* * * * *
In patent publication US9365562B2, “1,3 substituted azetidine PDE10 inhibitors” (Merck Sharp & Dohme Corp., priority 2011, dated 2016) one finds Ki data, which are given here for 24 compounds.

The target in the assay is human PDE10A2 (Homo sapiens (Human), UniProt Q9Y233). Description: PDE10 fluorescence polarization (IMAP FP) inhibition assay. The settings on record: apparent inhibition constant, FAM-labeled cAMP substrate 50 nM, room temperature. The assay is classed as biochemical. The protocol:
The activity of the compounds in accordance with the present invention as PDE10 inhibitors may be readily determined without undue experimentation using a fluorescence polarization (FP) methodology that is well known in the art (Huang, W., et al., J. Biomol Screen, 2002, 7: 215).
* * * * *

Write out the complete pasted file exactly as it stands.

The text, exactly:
In patent publication US9365562B2, “1,3 substituted azetidine PDE10 inhibitors” (Merck Sharp & Dohme Corp., priority 2011, dated 2016) one finds Ki data, which are given here for 24 compounds.

The target in the assay is human PDE10A2 (Homo sapiens (Human), UniProt Q9Y233). Description: PDE10 fluorescence polarization (IMAP FP) inhibition assay. The settings on record: apparent inhibition constant, FAM-labeled cAMP substrate 50 nM, room temperature. The assay is classed as biochemical. The protocol:
The activity of the compounds in accordance with the present invention as PDE10 inhibitors may be readily determined without undue experimentation using a fluorescence polarization (FP) methodology that is well known in the art (Huang, W., et al., J. Biomol Screen, 2002, 7: 215).